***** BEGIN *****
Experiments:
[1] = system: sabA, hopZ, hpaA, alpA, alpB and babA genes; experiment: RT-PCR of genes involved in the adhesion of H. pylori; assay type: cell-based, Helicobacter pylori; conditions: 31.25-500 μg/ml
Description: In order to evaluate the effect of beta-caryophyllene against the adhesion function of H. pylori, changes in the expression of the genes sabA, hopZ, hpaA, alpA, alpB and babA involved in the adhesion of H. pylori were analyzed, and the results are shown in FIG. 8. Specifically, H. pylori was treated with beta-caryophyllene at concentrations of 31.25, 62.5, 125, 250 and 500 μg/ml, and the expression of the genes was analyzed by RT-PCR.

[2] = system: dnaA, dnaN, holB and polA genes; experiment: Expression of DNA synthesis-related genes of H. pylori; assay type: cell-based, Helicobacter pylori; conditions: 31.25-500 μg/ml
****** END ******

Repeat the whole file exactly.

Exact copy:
Experiments:
[1] = system: sabA, hopZ, hpaA, alpA, alpB and babA genes; experiment: RT-PCR of genes involved in the adhesion of H. pylori; assay type: cell-based, Helicobacter pylori; conditions: 31.25-500 μg/ml
Description: In order to evaluate the effect of beta-caryophyllene against the adhesion function of H. pylori, changes in the expression of the genes sabA, hopZ, hpaA, alpA, alpB and babA involved in the adhesion of H. pylori were analyzed, and the results are shown in FIG. 8. Specifically, H. pylori was treated with beta-caryophyllene at concentrations of 31.25, 62.5, 125, 250 and 500 μg/ml, and the expression of the genes was analyzed by RT-PCR.

[2] = system: dnaA, dnaN, holB and polA genes; experiment: Expression of DNA synthesis-related genes of H. pylori; assay type: cell-based, Helicobacter pylori; conditions: 31.25-500 μg/ml